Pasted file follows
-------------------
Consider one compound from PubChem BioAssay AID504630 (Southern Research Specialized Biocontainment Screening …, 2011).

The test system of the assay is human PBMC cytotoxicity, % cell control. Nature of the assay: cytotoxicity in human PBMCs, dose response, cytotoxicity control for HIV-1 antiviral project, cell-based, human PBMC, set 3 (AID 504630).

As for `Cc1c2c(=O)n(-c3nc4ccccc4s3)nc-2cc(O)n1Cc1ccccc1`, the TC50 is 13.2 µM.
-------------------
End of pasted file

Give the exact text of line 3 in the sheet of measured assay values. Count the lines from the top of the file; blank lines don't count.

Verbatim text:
As for `Cc1c2c(=O)n(-c3nc4ccccc4s3)nc-2cc(O)n1Cc1ccccc1`, the TC50 is 13.2 µM.